These female superiorities over the course of evolution have in turn provided the foundation for the development of social relationships and thus society, culture, and civilization. If it were not for the superior capability of females to perceive and express social-emotional nuances, to use appeasement strategies to reduce male belligerence, her inclination to maintain kinship and mother daughter relations and social cohesiveness, and to engage in prolonged child care, society would soon disintegrate and become consumed by war and male savagery.

On the other hand, it could be argued that if not for male aggressiveness and his competitive desire to exert mastery over his environment, human beings might still be living in the forests and savannas, exposed to predators and the elements, and eating insects and vegetable matter without benefit of cave or shelter.


These male vs female tendencies are innate and are largely a function of the sexual differentiation of the body and the brain and appear across cultures and among mammals and primates. Since the brain and limbic system are sexually differentiated basic emotional needs and desires are expressed and experienced some what differently depending on if the person is male, female lesbian, or homosexual. Similarly, in response to basic desires men and women tend to have different expectations and perceptions regarding the need for physical contact and physical intimacy, as well as sexual and emotional expression. This is mandated by the manner in which their brains and limbic systems are sexually organized.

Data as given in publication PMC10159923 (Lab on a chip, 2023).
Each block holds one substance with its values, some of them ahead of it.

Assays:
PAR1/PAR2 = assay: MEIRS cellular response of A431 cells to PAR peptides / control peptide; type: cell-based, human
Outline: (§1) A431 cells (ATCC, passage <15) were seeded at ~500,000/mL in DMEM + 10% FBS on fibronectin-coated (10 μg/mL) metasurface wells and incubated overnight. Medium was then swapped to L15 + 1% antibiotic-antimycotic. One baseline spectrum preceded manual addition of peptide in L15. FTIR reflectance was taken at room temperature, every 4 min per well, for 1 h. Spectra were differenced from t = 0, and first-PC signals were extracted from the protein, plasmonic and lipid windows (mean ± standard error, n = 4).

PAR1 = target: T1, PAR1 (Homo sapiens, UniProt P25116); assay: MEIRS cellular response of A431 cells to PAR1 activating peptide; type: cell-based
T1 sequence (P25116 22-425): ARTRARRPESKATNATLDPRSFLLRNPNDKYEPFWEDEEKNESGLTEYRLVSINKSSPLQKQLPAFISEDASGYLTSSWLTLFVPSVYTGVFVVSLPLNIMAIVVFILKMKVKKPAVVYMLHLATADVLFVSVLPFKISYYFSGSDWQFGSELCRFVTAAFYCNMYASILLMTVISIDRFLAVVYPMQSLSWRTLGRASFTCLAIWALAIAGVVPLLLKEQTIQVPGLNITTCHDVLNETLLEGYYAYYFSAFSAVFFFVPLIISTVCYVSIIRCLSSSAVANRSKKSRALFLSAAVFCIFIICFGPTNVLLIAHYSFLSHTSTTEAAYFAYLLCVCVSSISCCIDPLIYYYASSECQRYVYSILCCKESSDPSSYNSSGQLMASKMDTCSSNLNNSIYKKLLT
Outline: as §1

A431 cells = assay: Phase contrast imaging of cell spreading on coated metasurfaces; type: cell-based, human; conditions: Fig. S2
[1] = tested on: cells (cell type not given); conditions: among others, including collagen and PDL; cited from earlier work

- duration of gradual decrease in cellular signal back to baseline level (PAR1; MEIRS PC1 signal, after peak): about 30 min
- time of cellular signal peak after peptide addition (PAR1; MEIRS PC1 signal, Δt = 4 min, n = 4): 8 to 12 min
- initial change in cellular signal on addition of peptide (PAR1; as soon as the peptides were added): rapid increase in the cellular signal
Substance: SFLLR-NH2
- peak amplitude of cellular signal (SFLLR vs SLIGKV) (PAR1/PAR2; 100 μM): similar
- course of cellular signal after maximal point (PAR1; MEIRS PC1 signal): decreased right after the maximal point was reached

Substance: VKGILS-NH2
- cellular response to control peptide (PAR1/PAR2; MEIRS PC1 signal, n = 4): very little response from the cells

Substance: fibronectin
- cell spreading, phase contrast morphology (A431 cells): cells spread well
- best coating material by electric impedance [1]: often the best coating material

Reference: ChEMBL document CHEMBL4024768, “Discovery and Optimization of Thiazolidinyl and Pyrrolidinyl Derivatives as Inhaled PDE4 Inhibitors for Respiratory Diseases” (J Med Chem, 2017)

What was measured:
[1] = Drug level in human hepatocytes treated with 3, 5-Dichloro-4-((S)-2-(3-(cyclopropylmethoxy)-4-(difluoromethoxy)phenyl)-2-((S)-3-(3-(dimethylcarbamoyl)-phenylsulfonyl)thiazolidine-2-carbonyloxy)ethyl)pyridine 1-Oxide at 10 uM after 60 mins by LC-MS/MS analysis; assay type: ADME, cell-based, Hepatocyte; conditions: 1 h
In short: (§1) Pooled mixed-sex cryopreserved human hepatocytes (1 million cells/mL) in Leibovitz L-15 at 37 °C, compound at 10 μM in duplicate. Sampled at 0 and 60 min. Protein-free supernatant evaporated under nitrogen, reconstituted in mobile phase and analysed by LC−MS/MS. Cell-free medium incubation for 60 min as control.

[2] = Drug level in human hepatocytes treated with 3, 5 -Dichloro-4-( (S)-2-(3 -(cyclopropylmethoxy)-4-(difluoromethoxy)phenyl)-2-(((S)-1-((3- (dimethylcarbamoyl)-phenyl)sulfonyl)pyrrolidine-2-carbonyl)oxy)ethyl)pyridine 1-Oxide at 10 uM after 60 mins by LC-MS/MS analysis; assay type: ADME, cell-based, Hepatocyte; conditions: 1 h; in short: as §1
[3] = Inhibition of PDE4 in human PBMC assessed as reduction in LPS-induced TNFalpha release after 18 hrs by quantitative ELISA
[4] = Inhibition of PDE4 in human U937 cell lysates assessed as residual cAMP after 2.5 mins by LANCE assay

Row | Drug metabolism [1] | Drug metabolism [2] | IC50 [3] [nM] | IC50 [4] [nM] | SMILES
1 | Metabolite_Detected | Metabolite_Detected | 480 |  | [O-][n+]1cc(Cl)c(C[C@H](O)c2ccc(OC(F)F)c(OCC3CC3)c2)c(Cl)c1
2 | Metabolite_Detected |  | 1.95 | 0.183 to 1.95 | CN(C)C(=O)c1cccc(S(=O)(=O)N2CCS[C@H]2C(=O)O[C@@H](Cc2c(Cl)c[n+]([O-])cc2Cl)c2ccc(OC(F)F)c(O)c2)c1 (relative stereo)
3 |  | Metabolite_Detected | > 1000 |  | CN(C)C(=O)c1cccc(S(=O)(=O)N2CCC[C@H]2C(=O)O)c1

Hence, males, possessing a male limbic system as well as ample amounts of testosterone tend to be more contentious, belligerent, domineering, and more restricted in their range of emotional expression. Females tend to be less adventuresome, exploratory and combative and are more cooperative as well as much more capable than males in regard to expressing and perceiving emotional nuances. Indeed, even non-emotional aspects of our behavior are greatly influences by these sex differences in the limbic core of our being, and many of these distinctions are apparent during infancy, early childhood and even across cultures as well as among mammals and primates.


It is important to emphasize, however, that there are numerous exceptions and individual differences and that not all girls and boys are alike or even similar. For example, many girls are quite physically competitive and aggressive, and many boys seek close social and emotional intimacy with their best friends. Most members of both sexes, in fact, fluctuate between these various different modes of interacting with some males being extremely cooperative and nurturing, and some females behaving in a bossy, domineering, and physically antagonistic manner. Moreover, although most sex differences are in fact innate, parental influences and cultural expectations can modify or even extinguish certain traits and capabilities, or conversely selectively reinforce certain characteristics so that they come to dominate the child's personality. Indeed, in some cases, the parental environment is so perverse that nature can come to be strangled by nurture.

Copyright: 1996, 2000, 2010, 2018 - Rhawn Joseph, Ph.D.